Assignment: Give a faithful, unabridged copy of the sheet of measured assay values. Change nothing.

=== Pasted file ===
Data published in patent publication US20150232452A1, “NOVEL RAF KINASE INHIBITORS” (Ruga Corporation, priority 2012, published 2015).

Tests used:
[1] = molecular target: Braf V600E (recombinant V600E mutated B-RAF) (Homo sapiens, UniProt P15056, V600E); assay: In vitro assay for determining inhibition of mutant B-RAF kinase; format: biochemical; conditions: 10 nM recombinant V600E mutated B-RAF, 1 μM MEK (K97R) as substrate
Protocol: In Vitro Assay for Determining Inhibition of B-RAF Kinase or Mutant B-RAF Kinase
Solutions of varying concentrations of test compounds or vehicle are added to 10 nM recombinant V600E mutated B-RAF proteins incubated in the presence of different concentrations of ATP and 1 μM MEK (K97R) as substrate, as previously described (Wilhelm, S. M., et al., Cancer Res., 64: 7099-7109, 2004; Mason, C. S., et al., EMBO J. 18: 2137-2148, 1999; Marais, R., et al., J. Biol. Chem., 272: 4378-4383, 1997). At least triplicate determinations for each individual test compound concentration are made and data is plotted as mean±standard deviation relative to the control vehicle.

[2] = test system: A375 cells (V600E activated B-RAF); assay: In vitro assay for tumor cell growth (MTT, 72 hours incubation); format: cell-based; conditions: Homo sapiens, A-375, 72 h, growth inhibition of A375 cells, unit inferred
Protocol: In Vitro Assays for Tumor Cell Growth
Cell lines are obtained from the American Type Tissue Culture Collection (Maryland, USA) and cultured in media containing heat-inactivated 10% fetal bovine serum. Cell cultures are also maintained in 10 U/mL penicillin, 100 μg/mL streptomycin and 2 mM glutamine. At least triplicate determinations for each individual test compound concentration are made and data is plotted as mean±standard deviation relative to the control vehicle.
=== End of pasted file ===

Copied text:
Data published in patent publication US20150232452A1, “NOVEL RAF KINASE INHIBITORS” (Ruga Corporation, priority 2012, published 2015).

Tests used:
[1] = molecular target: Braf V600E (recombinant V600E mutated B-RAF) (Homo sapiens, UniProt P15056, V600E); assay: In vitro assay for determining inhibition of mutant B-RAF kinase; format: biochemical; conditions: 10 nM recombinant V600E mutated B-RAF, 1 μM MEK (K97R) as substrate
Protocol: In Vitro Assay for Determining Inhibition of B-RAF Kinase or Mutant B-RAF Kinase
Solutions of varying concentrations of test compounds or vehicle are added to 10 nM recombinant V600E mutated B-RAF proteins incubated in the presence of different concentrations of ATP and 1 μM MEK (K97R) as substrate, as previously described (Wilhelm, S. M., et al., Cancer Res., 64: 7099-7109, 2004; Mason, C. S., et al., EMBO J. 18: 2137-2148, 1999; Marais, R., et al., J. Biol. Chem., 272: 4378-4383, 1997). At least triplicate determinations for each individual test compound concentration are made and data is plotted as mean±standard deviation relative to the control vehicle.

[2] = test system: A375 cells (V600E activated B-RAF); assay: In vitro assay for tumor cell growth (MTT, 72 hours incubation); format: cell-based; conditions: Homo sapiens, A-375, 72 h, growth inhibition of A375 cells, unit inferred
Protocol: In Vitro Assays for Tumor Cell Growth
Cell lines are obtained from the American Type Tissue Culture Collection (Maryland, USA) and cultured in media containing heat-inactivated 10% fetal bovine serum. Cell cultures are also maintained in 10 U/mL penicillin, 100 μg/mL streptomycin and 2 mM glutamine. At least triplicate determinations for each individual test compound concentration are made and data is plotted as mean±standard deviation relative to the control vehicle.